Explain to students that the ideation process is part of the engineering design process that comes after empathizing and defining your problem. It is when you think of changes that can be made, new ideas that can be implemented, and brainstorm potential solutions to your problem. Ideation plainly means the creation of ideas. Instruct groups to record their ideas for the second question of part two. Provide groups with 5–10 minutes to ideate.
The students’ final step is to design. Instruct them to take a few moments to discuss their ideation notes and decide on a solution to try. Remind them that the engineering design process is represented as a circle because it often takes more than one idea and more than one try to get to the solution!
When groups are ready to design, direct them to complete part three of the Finding Solutions handout.
Facilitate students’ reflection on their learning during this session by inviting them to summarize the water problem and what is currently being done to address it.
If time allows, ask volunteers to share their unique design ideas with the class so peers can provide both positive and constructive feedback on the designs as part of the engineering design process.
Provide students time to build a prototype of their initial design. Working through the ideation process, have them record successes and failures and make improvements to their designs.
Guide students in a service-learning project in which they create a solution to the water problem that they can implement either in their community or with the help of their community. Lead students as they “take to the streets” to test the success of their idea(s).
Next Generation Science Standards
MS-ETS1-1: Define the criteria and constraints of a design problem with sufficient precision to ensure a successful solution, taking into account relevant scientific principles and potential impacts on people and the natural environment that may limit possible solutions.
MS-ESS3-1: Construct a scientific explanation based on evidence for how the uneven distributions of Earth’s mineral, energy, and groundwater resources are the result of past and current geoscience processes.
MS-ESS3-3: Apply scientific principles to design a method for monitoring and minimizing a human impact on the environment.
Standards for Technological Literacy (ITEAA Standards)
Standard 1: Students will develop an understanding of the characteristics and scope of technology. In order to comprehend the scope of technology, students should learn that:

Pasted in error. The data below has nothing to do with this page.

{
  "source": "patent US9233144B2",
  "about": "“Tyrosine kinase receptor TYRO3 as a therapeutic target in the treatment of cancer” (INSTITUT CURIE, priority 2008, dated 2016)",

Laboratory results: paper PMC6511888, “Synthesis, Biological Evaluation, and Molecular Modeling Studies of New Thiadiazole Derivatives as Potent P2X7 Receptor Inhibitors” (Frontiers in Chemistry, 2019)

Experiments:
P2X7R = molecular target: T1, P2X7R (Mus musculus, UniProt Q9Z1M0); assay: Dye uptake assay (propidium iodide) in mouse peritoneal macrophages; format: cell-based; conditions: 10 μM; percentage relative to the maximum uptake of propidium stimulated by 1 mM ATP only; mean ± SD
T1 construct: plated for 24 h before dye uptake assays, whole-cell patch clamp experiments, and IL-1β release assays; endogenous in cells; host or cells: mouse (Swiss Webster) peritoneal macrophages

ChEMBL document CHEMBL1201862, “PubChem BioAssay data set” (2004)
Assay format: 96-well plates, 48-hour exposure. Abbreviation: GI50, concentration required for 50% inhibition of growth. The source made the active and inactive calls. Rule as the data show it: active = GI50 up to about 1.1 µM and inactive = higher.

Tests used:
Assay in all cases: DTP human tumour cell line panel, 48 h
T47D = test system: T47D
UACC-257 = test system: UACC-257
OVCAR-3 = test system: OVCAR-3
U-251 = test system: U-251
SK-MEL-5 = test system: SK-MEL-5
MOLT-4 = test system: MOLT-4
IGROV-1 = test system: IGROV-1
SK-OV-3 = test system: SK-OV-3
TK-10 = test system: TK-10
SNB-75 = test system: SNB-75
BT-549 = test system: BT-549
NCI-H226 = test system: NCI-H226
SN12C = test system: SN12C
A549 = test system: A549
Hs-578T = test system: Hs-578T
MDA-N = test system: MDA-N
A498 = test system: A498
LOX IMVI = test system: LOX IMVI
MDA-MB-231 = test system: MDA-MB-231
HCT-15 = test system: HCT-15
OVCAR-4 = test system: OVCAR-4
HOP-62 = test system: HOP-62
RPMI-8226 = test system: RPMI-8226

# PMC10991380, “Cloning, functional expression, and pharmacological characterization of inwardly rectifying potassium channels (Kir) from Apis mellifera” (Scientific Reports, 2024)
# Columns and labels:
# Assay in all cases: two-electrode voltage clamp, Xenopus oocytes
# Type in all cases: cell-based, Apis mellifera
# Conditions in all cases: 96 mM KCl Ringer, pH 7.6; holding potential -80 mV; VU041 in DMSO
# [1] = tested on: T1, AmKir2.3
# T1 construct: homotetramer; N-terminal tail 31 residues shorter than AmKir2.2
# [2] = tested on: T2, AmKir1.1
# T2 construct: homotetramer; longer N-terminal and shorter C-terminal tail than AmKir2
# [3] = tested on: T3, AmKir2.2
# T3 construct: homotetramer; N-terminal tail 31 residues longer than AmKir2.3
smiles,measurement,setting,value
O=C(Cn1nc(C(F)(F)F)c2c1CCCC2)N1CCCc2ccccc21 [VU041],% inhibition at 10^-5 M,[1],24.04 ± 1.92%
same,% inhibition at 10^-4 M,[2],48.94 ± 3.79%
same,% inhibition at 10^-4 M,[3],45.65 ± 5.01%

F. New products and systems can be developed to solve problems or to help do things that could not be done without the help of technology.
G. The development of technology is a human activity and is the result of individual or collective needs and the ability to be creative.
Standard 4: Students will develop an understanding of the cultural, social, economic and political effects of technology. In order to recognize the changes in society caused by the use of technology, students should learn that:
D: The use of technology affects humans in various ways, including their safety, comfort, choices, and attitudes about technology’s development and use.
Standard 8: Students will develop an understanding of the attributes of design. In order to comprehend the attributes of design, students should learn that:
E. Design is a creative planning process that leads to useful products and systems.
G. Requirements for a design are made up of criteria and constraints.
Common Core English Language Arts Standards
R.7: Integrate and evaluate content presented in diverse media and formats, including visually and quantitatively, as well as in words.
W.4: Produce clear and coherent writing in which the development, organization, and style are appropriate to task, purpose, and audience.
W.7: Conduct short as well as more sustained research projects based on focused questions, demonstrating understanding of the subject under investigation.
Speaking & Listening:
SL.1: Prepare for and participate effectively in a range of conversations and collaborations with diverse partners, building on others’ ideas and expressing their own clearly and persuasively.